doesn't deal with multiple processes, and as far as it's concerned the
time() function either succeeds or fails.

You might consider putting a short delay into your loop (in some
system-specific way), and perhaps bailing out with an error indication
if time() fails too many times in a row.

--
Keith Thompson (The_Other_Keith) ks***@mib.org <http://www.ghoti.net/~kst>
San Diego Supercomputer Center <*> <http://users.sdsc.edu/~kst>
We must do something. This is something. Therefore, we must do this.
Nov 14 '05 #3

P: n/a
On Wed, 20 Apr 2005 12:57:19 -0400, Eric Sosman wrote:


Servé Lau wrote:
I encountered a situation today where time(NULL) returned -1. This was
because at the point of the call the function could not read from the bus
because it was locked by another process.
I got the advice to use while((t = time(NULL)) == -1) { ; }

I always thought that time only returned -1 when their was no timer
functionality in the hardware and that it should return a valid value for
all other cases. Is that correct? Should the loop above be moved into the
time function?
time() returns -1 "if the calendar time is not available."
There are many reasons the calendar time might be unavailable:
no timer in the system, timer reading outside the time_t range,
timer temporarily unavailable, ... The Standard does not try
to enumerate all the failure modes.

Does the loop belong inside time()? I think not.


It depends, and requires implementation-specific knowledge. But of course
as time() is part of the implementation that's not a problem. If the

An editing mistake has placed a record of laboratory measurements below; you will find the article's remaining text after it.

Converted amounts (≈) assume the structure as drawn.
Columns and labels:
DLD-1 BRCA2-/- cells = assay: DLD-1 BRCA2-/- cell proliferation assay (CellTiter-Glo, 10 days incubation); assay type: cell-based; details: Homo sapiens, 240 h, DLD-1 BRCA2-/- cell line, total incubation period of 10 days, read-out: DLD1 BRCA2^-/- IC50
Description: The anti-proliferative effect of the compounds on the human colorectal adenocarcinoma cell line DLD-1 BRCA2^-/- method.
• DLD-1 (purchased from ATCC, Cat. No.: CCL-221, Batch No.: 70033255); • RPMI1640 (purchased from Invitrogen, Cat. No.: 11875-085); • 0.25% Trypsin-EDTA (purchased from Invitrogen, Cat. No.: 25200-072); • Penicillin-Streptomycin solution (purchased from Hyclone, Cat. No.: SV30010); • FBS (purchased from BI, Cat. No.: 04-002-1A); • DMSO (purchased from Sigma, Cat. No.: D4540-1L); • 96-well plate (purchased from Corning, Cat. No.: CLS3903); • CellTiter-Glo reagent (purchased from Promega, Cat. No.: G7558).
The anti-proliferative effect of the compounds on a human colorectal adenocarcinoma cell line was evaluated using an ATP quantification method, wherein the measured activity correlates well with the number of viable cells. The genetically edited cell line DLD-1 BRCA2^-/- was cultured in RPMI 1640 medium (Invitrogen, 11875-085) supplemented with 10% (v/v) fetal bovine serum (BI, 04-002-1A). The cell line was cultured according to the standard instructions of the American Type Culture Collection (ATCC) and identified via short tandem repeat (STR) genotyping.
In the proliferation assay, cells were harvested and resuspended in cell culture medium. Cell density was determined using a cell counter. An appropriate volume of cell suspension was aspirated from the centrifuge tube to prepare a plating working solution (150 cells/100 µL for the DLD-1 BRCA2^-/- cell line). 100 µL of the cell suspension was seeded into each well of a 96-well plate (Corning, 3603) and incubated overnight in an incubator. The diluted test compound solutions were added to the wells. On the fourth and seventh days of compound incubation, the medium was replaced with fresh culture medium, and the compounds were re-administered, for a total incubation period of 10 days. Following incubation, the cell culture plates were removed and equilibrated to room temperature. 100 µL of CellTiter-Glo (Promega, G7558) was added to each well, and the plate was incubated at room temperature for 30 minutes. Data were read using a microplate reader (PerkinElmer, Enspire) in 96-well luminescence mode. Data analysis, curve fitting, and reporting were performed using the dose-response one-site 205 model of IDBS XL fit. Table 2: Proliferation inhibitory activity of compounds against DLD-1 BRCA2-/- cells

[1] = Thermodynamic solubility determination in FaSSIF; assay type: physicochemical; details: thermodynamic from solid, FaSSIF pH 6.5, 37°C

implementation knows that this bus locking is the source of the problem
and is a transient phenomenon it would make sense for it to loop in
time(). Programs that call time() typically don't deal with transient
failure of that function, if they test for failure at all. So if the
implementation can make "typical" programs continue to work correctly then
it probably should.

OTOH the implementor may have already considered this and decided that
it is not viable.
If the
time is unavailable, there's no guarantee that it will become
available within a reasonable, er, time.
The time() implementation could implement a timeout(!). But maybe it did
and has timed out. :-)
Maybe the hardware
timer has "locked up" somehow and will not recover until it's
been power-cycled and reset.
In which case the problem isn't transient and it wouldn't be useful for
the calling program to keep trying.
Maybe the other process that's
interfering with your time() calls will keep on interfering
with them until somebody kills it. Would you rather receive
a failure indication, or just have your program freeze inside
the time() function?


That would depend on various factors. A process that caused such
interference would likely be considered faulty. Again if the behaviour of
time() makes it necessary to create a calling loop in the user code it
isn't helping. If a system can get into a state where a bus is locked
indefinitely then the system is probably not usable from that point on.

Lawrence
Nov 14 '05 #4